Pico CTF: Wave a flag, Information, and Nice netcat…

Wave a flag

Download the binary file and access it from the command line. There is a command line utility called strings which will grab all human readable strings from a file and return them in the terminal. We can use a “|” character to pipe the result of this command to another command called grep, which will filter the returned results based on a string pattern. Since we know from previous levels that all flags begin with the word “pico” we can use this as our search pattern.


The file we get seems like a normal picture of a cat but let’s download it and view the metadata. You can view the metadata using a tool like exiftool. You can download it to your kali machine using sudo apt-get exiftool. If you run into issues try using these two commands.

sudo apt-get update

sudo apt-get install lib image-exiftool-perl

Next let’s view the metadata

The string for the the License looked a bit like base64 so I decoded it from the command line using “| base64 -d”, and found the flag

Nice nectat …

Netcat is a valuable networking tool for communication between devices. We are connecting to a device using netcat and receiving a message from said device.

We receive a long string of numbers. These seem like they might be ASCII numbers. ASCII is an encoding system for most all of the characters we use every day. So each number on the screen might correspond to a character. To decode this we can use python. First, we will need to put the characters into a list format that python will recognize. Basically, we need to add a comma to the end of every line. Doing this line by line would be tedious, and also wouldn’t scale well. For example, what if we had thousands of lines? One tool we can use to solve this issue is sed. Sed is a command line utility that searches through text and replaces/inserts multiple instances of text for an entire file.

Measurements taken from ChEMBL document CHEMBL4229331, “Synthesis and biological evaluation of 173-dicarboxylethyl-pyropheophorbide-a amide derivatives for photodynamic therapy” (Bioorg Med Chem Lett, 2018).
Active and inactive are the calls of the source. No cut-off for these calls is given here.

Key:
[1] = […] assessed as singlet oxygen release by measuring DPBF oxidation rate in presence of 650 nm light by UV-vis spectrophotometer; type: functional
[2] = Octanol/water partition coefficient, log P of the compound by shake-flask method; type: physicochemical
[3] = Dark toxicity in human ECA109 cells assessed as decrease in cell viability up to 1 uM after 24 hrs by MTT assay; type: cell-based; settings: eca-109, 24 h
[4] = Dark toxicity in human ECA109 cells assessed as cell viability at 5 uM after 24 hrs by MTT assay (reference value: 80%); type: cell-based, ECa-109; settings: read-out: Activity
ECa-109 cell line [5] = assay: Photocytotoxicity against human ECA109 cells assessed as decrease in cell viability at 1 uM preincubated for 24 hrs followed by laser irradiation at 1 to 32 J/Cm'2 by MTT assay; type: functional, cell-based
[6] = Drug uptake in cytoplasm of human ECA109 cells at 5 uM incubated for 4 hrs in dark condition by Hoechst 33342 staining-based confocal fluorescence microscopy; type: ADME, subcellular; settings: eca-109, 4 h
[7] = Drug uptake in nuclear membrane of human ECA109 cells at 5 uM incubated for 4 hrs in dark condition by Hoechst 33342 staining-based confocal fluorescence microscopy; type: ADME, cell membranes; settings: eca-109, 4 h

The syntax may seem confusing but it’s simple once you break it down.

sed ‘s(for substitute)/[pattern_to_look_for]/[pattern_to_insert]/g(for global, meaning all occurrences)’ [filename].

The “$” is a regular expression meaning the end of the line, and be sure to include a space with the comma otherwise python will get mad at you.

Next let’s create our python script. First we create a list contains our numbers. Then on line 47 we’ll tell python to iterate each item in our list and apply the chr() function. This function will decode the number to its assigned ASCII character. In doing so we will create a new list for every item iterated in the first list. Let’s call this second list character. The purpose of ‘end=””‘ is to print every character within the second list but without the ” ,” so that it all returns as a string.

After you run your script you’ll get the flag.